As I dashed through CVS the other day, my heart felt a familiar twinge of pain as it does each year as I walk past the Mother’s Day cards. The bright cheerful cards reliably filled with affectionate and sentimental words seemed to shine a spotlight on the loss I was feeling in my heart, for I am enduring yet another year without my mother.
And yet, honestly, there was also a sense of relief, for choosing a Mother’s Day card was never easy for me. It seemed my choices were ones gushing with a sickening sweetness which didn’t always fit our relationship. These cards seem to project a perfect mother, a perfect relationship, a perfect child, and although my mother and I shared a good and love-filled relationship, I wouldn’t describe it as perfect and those overly saccharin words never seemed to exactly fit. They didn’t represent real life, certainly not my life, and they didn’t represent real love, certainly not the love my mother and I shared. I wanted to be authentic in my expression of my love and appreciation of my mother through my choice of a card.
The other category of Mother’s Day cards were humorous, calling into light the absurdity of being a mother, of the menial and somewhat dirty tasks we so often must endure as good mothers, such as changing diapers or washing piles of dishes. It was as though that self-giving love, shown through the midnight diaper changes, was the deepest expression of love there could be, done only by someone crazy enough to take on this vocation of motherhood. That expression felt too shallow. Neither of these sets of cards fit. My relationship with my mother was deep, complex, challenging, joyous, life-giving and also at times filled with the infliction of pain on both sides, albeit not necessarily intentionally. It was a real relationship with struggles and joys, times of distance and closeness, times to forgive and times to be forgiven. Usually I ended up purchasing a card with a beautiful image on the front cover and blank inside so I could write something authentic to our relationship as mother and daughter.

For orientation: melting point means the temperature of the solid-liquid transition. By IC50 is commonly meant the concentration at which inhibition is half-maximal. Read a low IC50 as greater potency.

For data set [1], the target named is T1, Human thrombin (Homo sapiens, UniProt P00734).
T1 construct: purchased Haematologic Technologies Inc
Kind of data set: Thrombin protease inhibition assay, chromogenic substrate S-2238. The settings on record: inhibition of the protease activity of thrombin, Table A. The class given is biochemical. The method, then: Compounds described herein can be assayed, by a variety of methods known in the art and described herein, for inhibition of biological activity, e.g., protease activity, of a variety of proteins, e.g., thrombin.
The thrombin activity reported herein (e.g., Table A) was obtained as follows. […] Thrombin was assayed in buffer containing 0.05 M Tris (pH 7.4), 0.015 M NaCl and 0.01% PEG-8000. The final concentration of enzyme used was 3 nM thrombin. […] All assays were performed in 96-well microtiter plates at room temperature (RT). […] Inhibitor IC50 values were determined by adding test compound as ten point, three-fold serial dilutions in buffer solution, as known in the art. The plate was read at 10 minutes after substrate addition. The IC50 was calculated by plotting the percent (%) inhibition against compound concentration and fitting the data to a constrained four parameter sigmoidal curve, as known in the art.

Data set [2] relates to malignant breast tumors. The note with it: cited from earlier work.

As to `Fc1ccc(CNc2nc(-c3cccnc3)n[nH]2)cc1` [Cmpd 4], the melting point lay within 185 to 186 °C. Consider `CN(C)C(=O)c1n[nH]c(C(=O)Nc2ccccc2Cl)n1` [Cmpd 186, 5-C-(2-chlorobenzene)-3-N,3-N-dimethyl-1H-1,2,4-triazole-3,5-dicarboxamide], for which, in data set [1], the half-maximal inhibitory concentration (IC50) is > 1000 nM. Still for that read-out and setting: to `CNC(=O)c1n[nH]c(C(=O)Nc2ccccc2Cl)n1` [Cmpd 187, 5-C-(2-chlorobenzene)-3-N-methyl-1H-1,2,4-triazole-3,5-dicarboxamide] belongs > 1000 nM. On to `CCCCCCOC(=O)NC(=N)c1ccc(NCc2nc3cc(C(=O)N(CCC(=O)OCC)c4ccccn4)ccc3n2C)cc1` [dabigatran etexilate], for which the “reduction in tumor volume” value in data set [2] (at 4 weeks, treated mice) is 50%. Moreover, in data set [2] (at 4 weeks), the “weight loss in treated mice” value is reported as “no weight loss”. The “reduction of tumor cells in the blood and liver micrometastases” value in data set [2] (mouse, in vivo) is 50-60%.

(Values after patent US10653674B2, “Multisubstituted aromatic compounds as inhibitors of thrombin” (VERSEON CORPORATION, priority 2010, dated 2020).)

I believe all relationships which have life in them, which means they are of and share love, are complex, and to authentically and accurately represent them, we must be real in honoring the fact that if love is involved, then there will be times of challenge as well as times of joy, of discord and concord, of moving toward one another and pushing away.
In the farewell discourse of John’s gospel, Jesus tells us that we are to love one another as he has loved us. It sounds simple, but we all know it’s not, for to love one another at all – no less as Jesus has loved us — is complex and often times complicated. Jesus instantly brings this conversation of love for one another down from the lofty abstract concept to a concrete reality by calling us his friends, which implies that as we know Jesus, we know how to love as Jesus loves, and therefore should in all our relationships. Jesus calls us his friends and we all know about friendships, that they can bring us immeasurable joy, and that they are also often a messy manifestation of love.